Kakegawakojō was built in 1473 by Asahina Yasuhiro (朝比奈泰煕) under the orders of his lord, Imagawa Yoshisada. Castellan Asahina Yasuyoshi would follow Yasuhiro. Kakegawakojō was abandoned or sidelined for a time with the construction of Kakegawajō by Yasuyoshi (until this time Kakegawakojō had of course been called 'Kakegawajō'), but it was repurposed by Tokugawa Ieyasu in 1569 when he attacked Kakegawajō, defended by Asahina Yasutomo, and used Kakegawakojō as a base from which to close the siege of Kakegawajō. There is some conflation during this period of Kakegawakojō and Kakegawajō, but Kakegawakojō was certainly abandoned by 1590 when Yamanōchi Kazutoyo, a vassal of Toyotomi Hideyoshi, built Kakegawajō as we see it today (more or less). The temple institution on the site of Kakegawakojō today dates to 1648 when Hōjō Ujishige, then lord of Kakegawajō, built it to enshrine Tokugawa Iemitsu.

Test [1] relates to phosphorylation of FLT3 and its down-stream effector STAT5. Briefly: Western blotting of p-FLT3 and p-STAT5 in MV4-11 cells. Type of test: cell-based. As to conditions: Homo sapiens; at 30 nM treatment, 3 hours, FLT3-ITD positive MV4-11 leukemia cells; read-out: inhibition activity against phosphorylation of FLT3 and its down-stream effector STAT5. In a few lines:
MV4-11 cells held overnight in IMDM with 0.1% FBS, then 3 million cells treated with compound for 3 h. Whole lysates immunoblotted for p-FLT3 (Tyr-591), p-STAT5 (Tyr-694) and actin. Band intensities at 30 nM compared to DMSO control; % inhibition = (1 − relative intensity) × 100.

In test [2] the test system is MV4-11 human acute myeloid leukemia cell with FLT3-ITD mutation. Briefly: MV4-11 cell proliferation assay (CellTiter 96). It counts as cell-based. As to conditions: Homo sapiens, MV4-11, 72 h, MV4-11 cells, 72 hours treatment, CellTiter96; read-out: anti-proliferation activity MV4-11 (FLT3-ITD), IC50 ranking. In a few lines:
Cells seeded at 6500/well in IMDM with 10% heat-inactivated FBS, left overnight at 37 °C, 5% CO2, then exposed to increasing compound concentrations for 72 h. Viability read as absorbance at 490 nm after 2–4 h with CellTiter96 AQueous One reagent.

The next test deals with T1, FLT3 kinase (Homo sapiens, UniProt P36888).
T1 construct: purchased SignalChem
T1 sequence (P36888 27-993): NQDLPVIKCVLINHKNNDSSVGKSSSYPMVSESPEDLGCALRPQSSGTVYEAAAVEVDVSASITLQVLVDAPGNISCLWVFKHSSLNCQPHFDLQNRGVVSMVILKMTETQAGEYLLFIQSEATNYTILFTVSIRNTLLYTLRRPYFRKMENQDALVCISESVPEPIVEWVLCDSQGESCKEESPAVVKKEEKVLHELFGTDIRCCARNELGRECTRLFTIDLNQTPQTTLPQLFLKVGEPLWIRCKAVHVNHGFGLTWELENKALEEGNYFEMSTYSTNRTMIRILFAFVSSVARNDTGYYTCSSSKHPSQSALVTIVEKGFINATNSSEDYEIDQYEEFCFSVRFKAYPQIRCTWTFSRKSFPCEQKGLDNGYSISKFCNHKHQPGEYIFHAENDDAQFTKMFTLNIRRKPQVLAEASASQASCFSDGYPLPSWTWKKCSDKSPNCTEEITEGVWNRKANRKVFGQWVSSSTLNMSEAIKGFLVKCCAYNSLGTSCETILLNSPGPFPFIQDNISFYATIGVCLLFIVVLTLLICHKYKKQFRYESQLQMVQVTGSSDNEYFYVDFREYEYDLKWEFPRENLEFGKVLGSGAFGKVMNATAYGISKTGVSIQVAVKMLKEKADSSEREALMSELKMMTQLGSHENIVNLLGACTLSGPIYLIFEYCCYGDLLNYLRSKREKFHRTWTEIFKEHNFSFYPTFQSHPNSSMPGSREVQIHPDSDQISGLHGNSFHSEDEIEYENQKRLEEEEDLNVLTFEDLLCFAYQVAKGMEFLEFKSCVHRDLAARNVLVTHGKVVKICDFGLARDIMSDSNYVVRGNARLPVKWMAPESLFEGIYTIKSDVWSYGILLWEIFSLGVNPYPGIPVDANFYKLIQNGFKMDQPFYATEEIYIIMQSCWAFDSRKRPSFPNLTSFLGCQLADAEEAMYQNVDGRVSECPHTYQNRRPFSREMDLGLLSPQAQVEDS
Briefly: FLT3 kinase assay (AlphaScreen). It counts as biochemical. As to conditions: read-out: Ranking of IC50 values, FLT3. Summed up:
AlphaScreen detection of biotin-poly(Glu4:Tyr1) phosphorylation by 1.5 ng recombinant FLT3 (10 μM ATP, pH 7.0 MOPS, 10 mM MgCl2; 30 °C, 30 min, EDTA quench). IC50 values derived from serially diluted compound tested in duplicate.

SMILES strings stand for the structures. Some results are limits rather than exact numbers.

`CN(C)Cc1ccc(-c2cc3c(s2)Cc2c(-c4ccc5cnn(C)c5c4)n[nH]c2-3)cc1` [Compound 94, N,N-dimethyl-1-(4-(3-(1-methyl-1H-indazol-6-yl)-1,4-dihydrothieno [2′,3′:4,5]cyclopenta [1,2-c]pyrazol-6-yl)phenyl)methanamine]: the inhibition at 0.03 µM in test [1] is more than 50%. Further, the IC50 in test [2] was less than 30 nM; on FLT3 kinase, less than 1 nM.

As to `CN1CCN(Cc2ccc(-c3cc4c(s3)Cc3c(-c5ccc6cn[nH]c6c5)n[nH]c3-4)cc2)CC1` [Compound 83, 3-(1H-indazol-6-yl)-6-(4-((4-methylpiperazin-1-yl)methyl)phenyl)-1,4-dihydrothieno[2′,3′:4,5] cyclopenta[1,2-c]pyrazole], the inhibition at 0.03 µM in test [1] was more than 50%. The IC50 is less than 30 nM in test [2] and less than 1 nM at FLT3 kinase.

Kakegawakojō, or 'the Old Kakegawa Castle', overlooks Kakegawajō. Many large and famous castles have earlier versions nearby, did you know that? Usually they don't have much to see, but Kakegawakojō is actually quite impressive. The hilltop site, now a park and temple (Ryūgein), is carved into various baileys, and one has a great view of Kakegawajō's reconstructed tower from one of the lower sub-baileys, but the main feature of Kakegawakojō is the Ôhorikiri (Great Trench, or 'Monster Trench' is what I said when I saw it), located to the rear of the site. As the name would suggest, this long trench, which bores through the hillside like a hot knife through butter, is deep and wide. Dorui (earthen ramparts) are also banked up in the bailey above, creating a formidable defence.
|Asahina Yasuhiro (朝比奈泰煕)
|Pre Edo Period
|Dorui, Kuruwa, Horikiri
|Kakegawa Station on the Tōkaidō Main Line; 15 minute walk
|24/7 free; temple / park
|Kakegawa, Shizuoka Prefecture
|34° 46' 40.22" N, 138° 1' 2.35" E
|Added to Jcastle
|Admin Year Visited
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